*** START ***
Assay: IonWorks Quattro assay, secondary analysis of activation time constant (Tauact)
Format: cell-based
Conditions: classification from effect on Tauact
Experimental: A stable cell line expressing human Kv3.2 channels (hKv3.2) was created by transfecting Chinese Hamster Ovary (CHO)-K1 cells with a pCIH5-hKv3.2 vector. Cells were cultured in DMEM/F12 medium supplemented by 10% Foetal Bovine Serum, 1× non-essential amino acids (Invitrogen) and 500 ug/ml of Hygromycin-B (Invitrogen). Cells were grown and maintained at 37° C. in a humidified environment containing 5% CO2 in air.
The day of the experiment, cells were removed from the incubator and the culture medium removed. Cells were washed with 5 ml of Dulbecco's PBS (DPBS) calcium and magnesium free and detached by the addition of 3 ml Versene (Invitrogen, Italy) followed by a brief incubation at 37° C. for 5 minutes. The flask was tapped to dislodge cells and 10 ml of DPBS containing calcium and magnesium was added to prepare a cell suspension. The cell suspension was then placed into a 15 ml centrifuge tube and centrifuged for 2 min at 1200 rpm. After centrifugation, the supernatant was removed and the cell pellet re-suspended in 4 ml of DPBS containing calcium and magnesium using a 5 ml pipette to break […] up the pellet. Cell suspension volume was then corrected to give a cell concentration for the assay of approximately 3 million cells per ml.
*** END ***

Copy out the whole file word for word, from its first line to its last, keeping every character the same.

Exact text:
Assay: IonWorks Quattro assay, secondary analysis of activation time constant (Tauact)
Format: cell-based
Conditions: classification from effect on Tauact
Experimental: A stable cell line expressing human Kv3.2 channels (hKv3.2) was created by transfecting Chinese Hamster Ovary (CHO)-K1 cells with a pCIH5-hKv3.2 vector. Cells were cultured in DMEM/F12 medium supplemented by 10% Foetal Bovine Serum, 1× non-essential amino acids (Invitrogen) and 500 ug/ml of Hygromycin-B (Invitrogen). Cells were grown and maintained at 37° C. in a humidified environment containing 5% CO2 in air.
The day of the experiment, cells were removed from the incubator and the culture medium removed. Cells were washed with 5 ml of Dulbecco's PBS (DPBS) calcium and magnesium free and detached by the addition of 3 ml Versene (Invitrogen, Italy) followed by a brief incubation at 37° C. for 5 minutes. The flask was tapped to dislodge cells and 10 ml of DPBS containing calcium and magnesium was added to prepare a cell suspension. The cell suspension was then placed into a 15 ml centrifuge tube and centrifuged for 2 min at 1200 rpm. After centrifugation, the supernatant was removed and the cell pellet re-suspended in 4 ml of DPBS containing calcium and magnesium using a 5 ml pipette to break […] up the pellet. Cell suspension volume was then corrected to give a cell concentration for the assay of approximately 3 million cells per ml.